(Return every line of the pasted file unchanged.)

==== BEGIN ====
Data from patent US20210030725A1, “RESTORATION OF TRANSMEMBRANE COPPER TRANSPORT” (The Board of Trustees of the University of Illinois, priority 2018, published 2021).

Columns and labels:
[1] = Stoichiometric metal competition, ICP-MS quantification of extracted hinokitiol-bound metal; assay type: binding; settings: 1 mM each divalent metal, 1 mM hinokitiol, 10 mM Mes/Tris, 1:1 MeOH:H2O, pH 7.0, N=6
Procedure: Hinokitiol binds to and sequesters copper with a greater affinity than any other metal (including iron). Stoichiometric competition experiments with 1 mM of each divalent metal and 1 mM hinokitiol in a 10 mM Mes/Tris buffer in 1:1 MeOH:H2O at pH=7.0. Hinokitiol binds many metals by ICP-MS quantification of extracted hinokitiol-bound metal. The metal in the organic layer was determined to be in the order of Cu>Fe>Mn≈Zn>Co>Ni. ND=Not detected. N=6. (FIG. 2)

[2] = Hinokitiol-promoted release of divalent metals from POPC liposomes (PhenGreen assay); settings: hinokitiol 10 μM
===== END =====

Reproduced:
Data from patent US20210030725A1, “RESTORATION OF TRANSMEMBRANE COPPER TRANSPORT” (The Board of Trustees of the University of Illinois, priority 2018, published 2021).

Columns and labels:
[1] = Stoichiometric metal competition, ICP-MS quantification of extracted hinokitiol-bound metal; assay type: binding; settings: 1 mM each divalent metal, 1 mM hinokitiol, 10 mM Mes/Tris, 1:1 MeOH:H2O, pH 7.0, N=6
Procedure: Hinokitiol binds to and sequesters copper with a greater affinity than any other metal (including iron). Stoichiometric competition experiments with 1 mM of each divalent metal and 1 mM hinokitiol in a 10 mM Mes/Tris buffer in 1:1 MeOH:H2O at pH=7.0. Hinokitiol binds many metals by ICP-MS quantification of extracted hinokitiol-bound metal. The metal in the organic layer was determined to be in the order of Cu>Fe>Mn≈Zn>Co>Ni. ND=Not detected. N=6. (FIG. 2)

[2] = Hinokitiol-promoted release of divalent metals from POPC liposomes (PhenGreen assay); settings: hinokitiol 10 μM